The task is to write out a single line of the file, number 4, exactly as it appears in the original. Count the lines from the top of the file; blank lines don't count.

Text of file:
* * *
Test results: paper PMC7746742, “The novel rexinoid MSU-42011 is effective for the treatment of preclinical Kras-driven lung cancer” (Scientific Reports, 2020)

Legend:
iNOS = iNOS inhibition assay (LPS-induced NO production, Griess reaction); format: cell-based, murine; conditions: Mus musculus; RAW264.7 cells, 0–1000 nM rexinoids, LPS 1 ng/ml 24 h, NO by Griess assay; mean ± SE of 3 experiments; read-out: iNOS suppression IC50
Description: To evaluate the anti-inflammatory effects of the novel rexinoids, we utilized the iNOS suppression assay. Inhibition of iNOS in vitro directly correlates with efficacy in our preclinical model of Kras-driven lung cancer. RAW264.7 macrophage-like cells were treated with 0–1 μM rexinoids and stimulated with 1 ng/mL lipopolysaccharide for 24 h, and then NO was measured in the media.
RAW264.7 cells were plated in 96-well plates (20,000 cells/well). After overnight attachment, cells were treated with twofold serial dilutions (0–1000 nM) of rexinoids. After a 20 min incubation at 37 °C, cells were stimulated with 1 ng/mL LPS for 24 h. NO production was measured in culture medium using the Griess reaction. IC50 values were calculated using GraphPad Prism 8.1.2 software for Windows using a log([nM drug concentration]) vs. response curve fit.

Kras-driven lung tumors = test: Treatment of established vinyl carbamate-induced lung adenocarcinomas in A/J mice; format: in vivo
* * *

Description: To evaluate the anti-inflammatory effects of the novel rexinoids, we utilized the iNOS suppression assay. Inhibition of iNOS in vitro directly correlates with efficacy in our preclinical model of Kras-driven lung cancer. RAW264.7 macrophage-like cells were treated with 0–1 μM rexinoids and stimulated with 1 ng/mL lipopolysaccharide for 24 h, and then NO was measured in the media.